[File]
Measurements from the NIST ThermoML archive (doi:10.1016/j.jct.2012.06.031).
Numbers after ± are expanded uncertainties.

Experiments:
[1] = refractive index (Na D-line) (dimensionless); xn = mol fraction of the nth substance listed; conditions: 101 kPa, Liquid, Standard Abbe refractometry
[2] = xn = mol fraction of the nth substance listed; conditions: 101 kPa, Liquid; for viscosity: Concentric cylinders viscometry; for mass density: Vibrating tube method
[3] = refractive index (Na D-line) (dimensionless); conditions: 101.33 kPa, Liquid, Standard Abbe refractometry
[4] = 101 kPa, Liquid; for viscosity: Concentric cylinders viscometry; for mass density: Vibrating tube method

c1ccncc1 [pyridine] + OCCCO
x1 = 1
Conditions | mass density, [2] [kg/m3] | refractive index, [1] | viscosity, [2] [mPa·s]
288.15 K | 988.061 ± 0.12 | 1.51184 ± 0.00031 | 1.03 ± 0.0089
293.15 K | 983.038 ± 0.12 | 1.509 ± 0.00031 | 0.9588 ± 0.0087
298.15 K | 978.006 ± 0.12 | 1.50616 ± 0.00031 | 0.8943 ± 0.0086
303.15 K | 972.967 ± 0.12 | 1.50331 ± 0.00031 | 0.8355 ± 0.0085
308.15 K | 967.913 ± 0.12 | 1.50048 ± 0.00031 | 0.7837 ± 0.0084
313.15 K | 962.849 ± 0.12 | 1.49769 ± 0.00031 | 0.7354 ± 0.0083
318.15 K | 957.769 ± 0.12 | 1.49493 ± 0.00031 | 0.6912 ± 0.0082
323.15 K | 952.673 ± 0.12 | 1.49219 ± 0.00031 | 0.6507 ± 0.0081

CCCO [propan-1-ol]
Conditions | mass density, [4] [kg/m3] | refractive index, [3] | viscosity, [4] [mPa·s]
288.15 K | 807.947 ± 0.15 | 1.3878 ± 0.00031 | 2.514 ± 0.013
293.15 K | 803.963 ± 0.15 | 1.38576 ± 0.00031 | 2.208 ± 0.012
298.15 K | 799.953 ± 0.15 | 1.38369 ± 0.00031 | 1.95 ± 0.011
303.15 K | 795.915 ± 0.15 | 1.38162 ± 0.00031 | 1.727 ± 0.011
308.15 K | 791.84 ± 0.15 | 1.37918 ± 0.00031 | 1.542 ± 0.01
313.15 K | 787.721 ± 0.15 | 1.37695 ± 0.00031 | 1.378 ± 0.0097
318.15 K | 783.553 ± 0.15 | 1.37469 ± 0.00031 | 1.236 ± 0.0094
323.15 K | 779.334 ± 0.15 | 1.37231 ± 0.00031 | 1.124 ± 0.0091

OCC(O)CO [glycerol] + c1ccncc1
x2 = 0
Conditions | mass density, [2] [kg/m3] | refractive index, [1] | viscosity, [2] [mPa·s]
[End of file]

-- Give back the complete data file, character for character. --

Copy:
Measurements from the NIST ThermoML archive (doi:10.1016/j.jct.2012.06.031).
Numbers after ± are expanded uncertainties.

Experiments:
[1] = refractive index (Na D-line) (dimensionless); xn = mol fraction of the nth substance listed; conditions: 101 kPa, Liquid, Standard Abbe refractometry
[2] = xn = mol fraction of the nth substance listed; conditions: 101 kPa, Liquid; for viscosity: Concentric cylinders viscometry; for mass density: Vibrating tube method
[3] = refractive index (Na D-line) (dimensionless); conditions: 101.33 kPa, Liquid, Standard Abbe refractometry
[4] = 101 kPa, Liquid; for viscosity: Concentric cylinders viscometry; for mass density: Vibrating tube method

c1ccncc1 [pyridine] + OCCCO
x1 = 1
Conditions | mass density, [2] [kg/m3] | refractive index, [1] | viscosity, [2] [mPa·s]
288.15 K | 988.061 ± 0.12 | 1.51184 ± 0.00031 | 1.03 ± 0.0089
293.15 K | 983.038 ± 0.12 | 1.509 ± 0.00031 | 0.9588 ± 0.0087
298.15 K | 978.006 ± 0.12 | 1.50616 ± 0.00031 | 0.8943 ± 0.0086
303.15 K | 972.967 ± 0.12 | 1.50331 ± 0.00031 | 0.8355 ± 0.0085
308.15 K | 967.913 ± 0.12 | 1.50048 ± 0.00031 | 0.7837 ± 0.0084
313.15 K | 962.849 ± 0.12 | 1.49769 ± 0.00031 | 0.7354 ± 0.0083
318.15 K | 957.769 ± 0.12 | 1.49493 ± 0.00031 | 0.6912 ± 0.0082
323.15 K | 952.673 ± 0.12 | 1.49219 ± 0.00031 | 0.6507 ± 0.0081

CCCO [propan-1-ol]
Conditions | mass density, [4] [kg/m3] | refractive index, [3] | viscosity, [4] [mPa·s]
288.15 K | 807.947 ± 0.15 | 1.3878 ± 0.00031 | 2.514 ± 0.013
293.15 K | 803.963 ± 0.15 | 1.38576 ± 0.00031 | 2.208 ± 0.012
298.15 K | 799.953 ± 0.15 | 1.38369 ± 0.00031 | 1.95 ± 0.011
303.15 K | 795.915 ± 0.15 | 1.38162 ± 0.00031 | 1.727 ± 0.011
308.15 K | 791.84 ± 0.15 | 1.37918 ± 0.00031 | 1.542 ± 0.01
313.15 K | 787.721 ± 0.15 | 1.37695 ± 0.00031 | 1.378 ± 0.0097
318.15 K | 783.553 ± 0.15 | 1.37469 ± 0.00031 | 1.236 ± 0.0094
323.15 K | 779.334 ± 0.15 | 1.37231 ± 0.00031 | 1.124 ± 0.0091

OCC(O)CO [glycerol] + c1ccncc1
x2 = 0
Conditions | mass density, [2] [kg/m3] | refractive index, [1] | viscosity, [2] [mPa·s]